Scientists working at the recently-built facility at the ASIPP, Institute of Plasma Physics, in Hefei, China, for the jacketing of superconducting cable for ITER. Photo: Peter Ginter
Over the past 50 years, immense progress has been made in the fields of plasma science and fusion technology. Still, harnessing fusion power and delivering it for industrial applications remains one of the greatest challenges of our time.
One of the tasks awaiting ITER is to explore fully the properties of super hot plasmas—the environment in which the fusion reaction will occur—and their behaviour during the long pulses of fusion power the ITER machine will enable.
The challenge will be very great. ITER's plasma pulses will be of a much longer duration than those achieved in other devices, creating intense material stress. ITER will be used to test and validate advanced materials and key technologies for the industrial fusion power plants of the future.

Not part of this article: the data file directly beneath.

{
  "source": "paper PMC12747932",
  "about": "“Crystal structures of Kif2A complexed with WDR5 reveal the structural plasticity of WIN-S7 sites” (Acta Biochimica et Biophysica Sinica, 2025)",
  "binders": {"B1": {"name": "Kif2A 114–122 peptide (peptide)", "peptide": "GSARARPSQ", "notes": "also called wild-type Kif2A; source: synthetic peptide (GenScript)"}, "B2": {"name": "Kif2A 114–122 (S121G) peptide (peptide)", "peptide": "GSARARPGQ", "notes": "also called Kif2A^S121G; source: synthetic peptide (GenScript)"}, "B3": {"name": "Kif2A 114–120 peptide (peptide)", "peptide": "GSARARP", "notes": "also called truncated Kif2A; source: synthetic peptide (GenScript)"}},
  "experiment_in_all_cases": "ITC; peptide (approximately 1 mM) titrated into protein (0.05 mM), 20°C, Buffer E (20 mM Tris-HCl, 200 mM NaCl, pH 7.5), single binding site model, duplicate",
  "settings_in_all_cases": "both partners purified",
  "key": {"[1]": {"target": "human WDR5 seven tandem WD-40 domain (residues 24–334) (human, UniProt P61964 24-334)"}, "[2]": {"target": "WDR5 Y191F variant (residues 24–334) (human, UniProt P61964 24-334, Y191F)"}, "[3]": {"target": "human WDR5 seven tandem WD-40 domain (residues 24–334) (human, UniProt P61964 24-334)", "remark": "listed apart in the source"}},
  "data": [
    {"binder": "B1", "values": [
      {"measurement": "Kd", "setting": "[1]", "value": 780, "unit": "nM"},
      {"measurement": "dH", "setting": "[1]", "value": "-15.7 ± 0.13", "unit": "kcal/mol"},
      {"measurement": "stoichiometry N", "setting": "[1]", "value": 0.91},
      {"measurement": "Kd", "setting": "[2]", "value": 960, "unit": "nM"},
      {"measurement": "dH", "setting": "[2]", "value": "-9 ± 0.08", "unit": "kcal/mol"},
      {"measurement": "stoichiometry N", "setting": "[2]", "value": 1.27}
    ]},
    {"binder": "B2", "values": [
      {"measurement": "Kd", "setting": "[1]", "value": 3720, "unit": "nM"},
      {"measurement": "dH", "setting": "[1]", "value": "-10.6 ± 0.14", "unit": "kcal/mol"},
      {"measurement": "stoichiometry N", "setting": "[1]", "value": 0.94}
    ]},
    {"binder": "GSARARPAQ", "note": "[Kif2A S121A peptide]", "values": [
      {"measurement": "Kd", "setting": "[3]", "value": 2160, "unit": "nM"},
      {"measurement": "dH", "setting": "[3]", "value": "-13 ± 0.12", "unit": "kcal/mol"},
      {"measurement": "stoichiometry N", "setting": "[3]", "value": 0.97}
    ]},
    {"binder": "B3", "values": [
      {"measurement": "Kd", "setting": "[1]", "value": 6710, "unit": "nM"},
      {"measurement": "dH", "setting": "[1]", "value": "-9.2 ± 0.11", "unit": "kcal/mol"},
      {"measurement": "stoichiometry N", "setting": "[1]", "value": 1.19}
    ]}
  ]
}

All through fusion history, challenges which appeared insurmountable have been overcome. Developments in fusion science have been constant and impressive. Gains in temperature and confinement time—two of the main parameters for fusion—have been recorded steadily.
ITER, which incorporates the experience of all previous fusion machines, will take fusion to the point where industrial applications can be considered for providing mankind with a cleaner, safer, and unlimited source of energy.